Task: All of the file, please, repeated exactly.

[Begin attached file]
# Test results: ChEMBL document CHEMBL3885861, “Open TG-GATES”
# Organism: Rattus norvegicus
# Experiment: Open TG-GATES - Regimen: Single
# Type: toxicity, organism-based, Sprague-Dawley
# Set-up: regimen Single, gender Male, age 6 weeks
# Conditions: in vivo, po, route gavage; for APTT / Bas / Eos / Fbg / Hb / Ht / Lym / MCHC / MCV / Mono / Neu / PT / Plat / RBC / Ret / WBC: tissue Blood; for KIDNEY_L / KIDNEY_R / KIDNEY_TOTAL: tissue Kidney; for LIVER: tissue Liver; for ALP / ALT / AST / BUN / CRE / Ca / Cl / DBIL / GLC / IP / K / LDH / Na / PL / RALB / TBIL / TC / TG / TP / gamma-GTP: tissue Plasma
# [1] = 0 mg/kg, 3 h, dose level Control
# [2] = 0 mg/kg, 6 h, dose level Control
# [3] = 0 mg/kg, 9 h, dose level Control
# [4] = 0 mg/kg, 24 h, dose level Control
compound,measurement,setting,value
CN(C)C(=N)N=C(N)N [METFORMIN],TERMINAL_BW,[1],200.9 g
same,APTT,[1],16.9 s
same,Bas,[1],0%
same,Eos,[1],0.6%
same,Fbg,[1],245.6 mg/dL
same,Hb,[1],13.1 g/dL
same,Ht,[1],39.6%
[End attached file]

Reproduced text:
# Test results: ChEMBL document CHEMBL3885861, “Open TG-GATES”
# Organism: Rattus norvegicus
# Experiment: Open TG-GATES - Regimen: Single
# Type: toxicity, organism-based, Sprague-Dawley
# Set-up: regimen Single, gender Male, age 6 weeks
# Conditions: in vivo, po, route gavage; for APTT / Bas / Eos / Fbg / Hb / Ht / Lym / MCHC / MCV / Mono / Neu / PT / Plat / RBC / Ret / WBC: tissue Blood; for KIDNEY_L / KIDNEY_R / KIDNEY_TOTAL: tissue Kidney; for LIVER: tissue Liver; for ALP / ALT / AST / BUN / CRE / Ca / Cl / DBIL / GLC / IP / K / LDH / Na / PL / RALB / TBIL / TC / TG / TP / gamma-GTP: tissue Plasma
# [1] = 0 mg/kg, 3 h, dose level Control
# [2] = 0 mg/kg, 6 h, dose level Control
# [3] = 0 mg/kg, 9 h, dose level Control
# [4] = 0 mg/kg, 24 h, dose level Control
compound,measurement,setting,value
CN(C)C(=N)N=C(N)N [METFORMIN],TERMINAL_BW,[1],200.9 g
same,APTT,[1],16.9 s
same,Bas,[1],0%
same,Eos,[1],0.6%
same,Fbg,[1],245.6 mg/dL
same,Hb,[1],13.1 g/dL
same,Ht,[1],39.6%